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Yonkers High School IB: Finding Materials: Catalog & Library

Use this to start your Extended Essay Work

Yonkers Public Schools Library

To access all online resources go to: www.clever.com/in/yonkers - Click LDAP log in

User Name: email address

Example: 123456@yonkerspublicschools.org

Password: Computer password

Westchester Library System

If after searching the WLS catalog you find that they don't own an item you can request it from another library through Interlibrary Loan (select the ILL Book Request form for books and the Article form for articles).

Questions?

E-mail acruz@ypl.org or call 914-375-7966, and ask to speak to Ms. Cruz.

Yonkers Public Library

To access JSTOR use the username: ibstudent and password: yonkers

Search the Catalog

Librarian Tip: You can search the catalog for a variety of items (articles, books, DVDs, and more). Looking for a specific article? Just search for the title of it in the catalog, just like you would for a book or DVD.

Create a Search Using Commands

1. Isolate keywords from your topic.

2. Narrow your search results to include both of your keywords using AND.

librarian AND “active learning” AND “information literacy”

3. Continue building onto your search, and expand your options using OR to find similar terms.

librarian AND “active learning” AND “information literacy” AND (student OR researcher)

Combining search terms with AND:

  • Narrows your search, reducing the number of results.
  • Makes the search focus more specifically on your topic.

For Example

A search for librarian yields 172,745 results

A search for “active learning” yields 16,358 results

A search for "active learning" AND librarian yields 1,243 results

Combining search terms with OR:

  • Expands your search and increases number of results.

For Example

A search for student yields 3,698,871 results

A search for researcher yields 1,425,100 results

A search for student OR researcher yields 4,690,553 results

Combining search terms with NOT:

  • Narrows your search, decreasing your search results.
  • Tells the search to exclude certain terms.

For Example

A search for college yields 3,378,136 results

A search for college NOT “high school” yields 2,916,582 results

Use Quotation Marks to:

  • Narrow your search.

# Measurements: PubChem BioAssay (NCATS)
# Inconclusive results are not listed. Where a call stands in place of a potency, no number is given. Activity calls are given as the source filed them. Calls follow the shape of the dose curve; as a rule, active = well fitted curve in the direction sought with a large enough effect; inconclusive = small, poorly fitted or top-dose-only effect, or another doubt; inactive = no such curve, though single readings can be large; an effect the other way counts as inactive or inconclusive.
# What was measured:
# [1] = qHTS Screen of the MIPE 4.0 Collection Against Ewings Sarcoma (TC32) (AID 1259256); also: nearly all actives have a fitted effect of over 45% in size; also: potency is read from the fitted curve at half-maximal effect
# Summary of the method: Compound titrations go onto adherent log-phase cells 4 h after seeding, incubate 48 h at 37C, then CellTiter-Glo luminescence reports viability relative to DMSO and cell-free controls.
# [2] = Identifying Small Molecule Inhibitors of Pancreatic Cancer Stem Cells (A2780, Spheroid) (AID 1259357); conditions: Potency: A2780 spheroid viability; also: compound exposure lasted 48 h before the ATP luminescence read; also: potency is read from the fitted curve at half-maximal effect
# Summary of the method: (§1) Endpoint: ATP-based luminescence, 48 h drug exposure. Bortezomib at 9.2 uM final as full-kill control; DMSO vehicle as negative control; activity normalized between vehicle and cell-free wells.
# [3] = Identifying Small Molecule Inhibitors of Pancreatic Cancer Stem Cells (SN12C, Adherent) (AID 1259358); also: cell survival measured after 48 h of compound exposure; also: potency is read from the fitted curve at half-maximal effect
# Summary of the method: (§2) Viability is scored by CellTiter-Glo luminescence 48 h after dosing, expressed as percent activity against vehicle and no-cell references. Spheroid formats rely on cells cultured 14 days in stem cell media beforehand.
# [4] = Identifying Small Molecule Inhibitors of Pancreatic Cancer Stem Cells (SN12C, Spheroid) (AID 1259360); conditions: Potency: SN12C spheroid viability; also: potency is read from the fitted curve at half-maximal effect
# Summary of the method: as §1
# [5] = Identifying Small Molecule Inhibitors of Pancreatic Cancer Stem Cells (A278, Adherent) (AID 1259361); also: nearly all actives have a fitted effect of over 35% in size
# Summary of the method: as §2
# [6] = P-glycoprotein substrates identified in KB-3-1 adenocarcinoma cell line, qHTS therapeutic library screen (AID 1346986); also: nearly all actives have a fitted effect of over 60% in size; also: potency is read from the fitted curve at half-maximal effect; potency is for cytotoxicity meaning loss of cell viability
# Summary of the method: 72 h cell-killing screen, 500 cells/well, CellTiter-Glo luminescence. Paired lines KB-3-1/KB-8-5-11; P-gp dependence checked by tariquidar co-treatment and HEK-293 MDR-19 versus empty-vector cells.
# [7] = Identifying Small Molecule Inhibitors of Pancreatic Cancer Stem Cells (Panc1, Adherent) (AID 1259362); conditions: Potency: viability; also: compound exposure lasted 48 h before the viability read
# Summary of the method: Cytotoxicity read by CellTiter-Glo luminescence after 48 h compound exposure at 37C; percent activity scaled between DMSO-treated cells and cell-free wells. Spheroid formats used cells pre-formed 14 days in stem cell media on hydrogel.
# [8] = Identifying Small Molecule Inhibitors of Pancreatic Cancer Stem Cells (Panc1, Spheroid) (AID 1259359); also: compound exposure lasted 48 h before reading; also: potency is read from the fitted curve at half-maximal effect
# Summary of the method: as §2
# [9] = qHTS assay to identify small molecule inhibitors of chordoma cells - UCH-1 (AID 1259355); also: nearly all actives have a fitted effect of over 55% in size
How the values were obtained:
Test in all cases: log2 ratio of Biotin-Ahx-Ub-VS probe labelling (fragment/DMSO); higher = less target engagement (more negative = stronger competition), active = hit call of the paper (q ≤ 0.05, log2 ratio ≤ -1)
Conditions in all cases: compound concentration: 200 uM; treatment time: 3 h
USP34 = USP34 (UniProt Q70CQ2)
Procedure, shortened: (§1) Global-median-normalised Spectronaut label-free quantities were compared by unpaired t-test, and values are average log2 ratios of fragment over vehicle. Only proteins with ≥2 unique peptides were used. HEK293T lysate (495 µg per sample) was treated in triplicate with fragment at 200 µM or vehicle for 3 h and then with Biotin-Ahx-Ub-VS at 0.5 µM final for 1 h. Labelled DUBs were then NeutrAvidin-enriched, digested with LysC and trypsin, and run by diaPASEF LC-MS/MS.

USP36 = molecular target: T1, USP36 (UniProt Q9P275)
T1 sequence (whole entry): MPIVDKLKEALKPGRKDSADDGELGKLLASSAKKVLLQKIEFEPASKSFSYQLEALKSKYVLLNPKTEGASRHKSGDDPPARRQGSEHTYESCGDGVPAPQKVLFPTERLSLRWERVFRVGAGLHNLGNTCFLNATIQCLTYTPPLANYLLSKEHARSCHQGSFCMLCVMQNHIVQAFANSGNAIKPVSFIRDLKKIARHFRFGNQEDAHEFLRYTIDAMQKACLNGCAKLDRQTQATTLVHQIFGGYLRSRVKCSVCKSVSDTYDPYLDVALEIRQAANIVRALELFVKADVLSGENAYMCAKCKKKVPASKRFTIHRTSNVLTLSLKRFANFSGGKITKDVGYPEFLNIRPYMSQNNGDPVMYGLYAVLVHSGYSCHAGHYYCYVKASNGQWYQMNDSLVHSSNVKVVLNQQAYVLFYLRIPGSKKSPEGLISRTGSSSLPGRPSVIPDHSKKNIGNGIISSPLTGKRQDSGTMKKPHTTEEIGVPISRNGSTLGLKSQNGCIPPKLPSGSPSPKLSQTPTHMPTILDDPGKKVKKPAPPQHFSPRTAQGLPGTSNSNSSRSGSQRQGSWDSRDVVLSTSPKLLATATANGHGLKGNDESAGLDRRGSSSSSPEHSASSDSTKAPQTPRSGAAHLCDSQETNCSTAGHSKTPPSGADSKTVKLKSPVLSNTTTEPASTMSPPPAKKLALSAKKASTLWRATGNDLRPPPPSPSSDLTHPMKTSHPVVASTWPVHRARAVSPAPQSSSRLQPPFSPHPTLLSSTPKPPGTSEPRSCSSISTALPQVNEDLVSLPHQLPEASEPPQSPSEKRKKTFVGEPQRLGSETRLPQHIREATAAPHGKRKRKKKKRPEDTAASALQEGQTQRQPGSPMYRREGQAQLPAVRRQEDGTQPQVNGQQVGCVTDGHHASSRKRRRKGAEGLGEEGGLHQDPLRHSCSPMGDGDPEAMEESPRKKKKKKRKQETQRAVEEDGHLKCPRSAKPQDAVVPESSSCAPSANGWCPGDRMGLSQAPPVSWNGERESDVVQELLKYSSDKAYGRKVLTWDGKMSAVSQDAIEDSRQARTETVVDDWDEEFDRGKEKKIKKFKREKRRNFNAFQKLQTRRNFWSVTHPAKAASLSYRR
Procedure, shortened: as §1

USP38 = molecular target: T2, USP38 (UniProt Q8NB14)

• Combine search terms that are more than single worlds.

This shows the search engine that you want the terms to be found together. The search will look for exactly what you place in the quotation marks, so be sure there are no mistakes.

For Example

A search for information literacy yields 147,695 results

A search for "information literacy" yields 13,038 results

 

Use Truncation to:

  • Expand your search.
  • Give your search tool flexibility to find alternate endings for your search term.

Search engines match your terms to results; they will not automatically find an alternate version of it. Truncation tells the search to match the root of your term and gives it freedom to find whatever endings it can.

For Example

A search for Librarian yields 172,775 results

A search for Librar* yields 1,887,533 results

These commands are called Boolean Operators.

Boolean

1. denoting a system of algebraic notation used to represent logical propositions, especially in computing and electronics.

What does that mean for you?

If you are having a hard time finding what you need, use the Boolean Operators outlined here to more efficiently search databases.

No matter where you are searching - the catalog, Google Scholar, a database you will want to use Boolearn Operators to refine your search to your specifications.

We are indebted to the Butler University Library's And/Or/Not box for some of the content displayed here.

Slavery Bibliography

This bibliography is a list of selected materials on slavery available at the Yonkers Riverfront and Will Libraries. Please use the library catalog (www.ypl.org) to find other useful materials in the catalog.

How to Read a Call Number

What is a Call Number?

The call number is the "address" for a book. Use it to locate books (and other items) at the Library. 

  1. Read the first line in alphabetical order. For example, PR would come before PS. 
  2. Read the second line as a whole number and in numerical order. For example, 1541 would come before 1631. 
  3. The third line is a combination of letters and numbers. Read the letters alphabetically and the numbers as a decimal. For example, A3 would come after A133. 
  4. In many cases the last line will be the year the book was published.

LC Subject Areas

Most academic libraries, including Sarah Lawrence, have books organized in a system called Library of Congress. This means books are arranged by subject, not just fiction/non-fiction and author. See below for details on what that means and where the books can be found at Sarah Lawrence.

Location of Subject Areas in the Library

Library of Congress Subject Areas

Location Subject Area
Upper Level A - General Works 
  B - Philosophy, Psychology, Religion
C - Auxiliary History of Science
D - World History and History of Europe
E - History of the Americas
F - History of the Americas
G - Geology, Anthropology, Recreation
H - Social Sciences
J - Political Science
K - Law
L - Education
Main Level M - Music and Books on Music
N - Fine Arts
P-PQ - Language and Literature
Lower Level PR-PZ - Language and Literature
Q - Science
R - Medicine
S - Agriculture 
T - Technology
U - Military Science
V - Naval Science
Z - Bibliography, Library Science, Information Science